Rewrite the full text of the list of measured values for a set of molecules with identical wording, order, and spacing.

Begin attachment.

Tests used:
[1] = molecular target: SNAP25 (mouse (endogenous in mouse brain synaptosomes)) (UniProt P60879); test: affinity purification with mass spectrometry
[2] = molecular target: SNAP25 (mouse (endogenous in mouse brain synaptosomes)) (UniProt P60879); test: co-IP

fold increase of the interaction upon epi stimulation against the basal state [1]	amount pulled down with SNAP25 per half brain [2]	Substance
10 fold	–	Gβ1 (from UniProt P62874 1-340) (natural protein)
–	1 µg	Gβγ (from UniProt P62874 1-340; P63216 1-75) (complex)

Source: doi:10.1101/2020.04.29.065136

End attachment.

Tests used:
[1] = molecular target: SNAP25 (mouse (endogenous in mouse brain synaptosomes)) (UniProt P60879); test: affinity purification with mass spectrometry
[2] = molecular target: SNAP25 (mouse (endogenous in mouse brain synaptosomes)) (UniProt P60879); test: co-IP

fold increase of the interaction upon epi stimulation against the basal state [1]	amount pulled down with SNAP25 per half brain [2]	Substance
10 fold	–	Gβ1 (from UniProt P62874 1-340) (natural protein)
–	1 µg	Gβγ (from UniProt P62874 1-340; P63216 1-75) (complex)

Source: doi:10.1101/2020.04.29.065136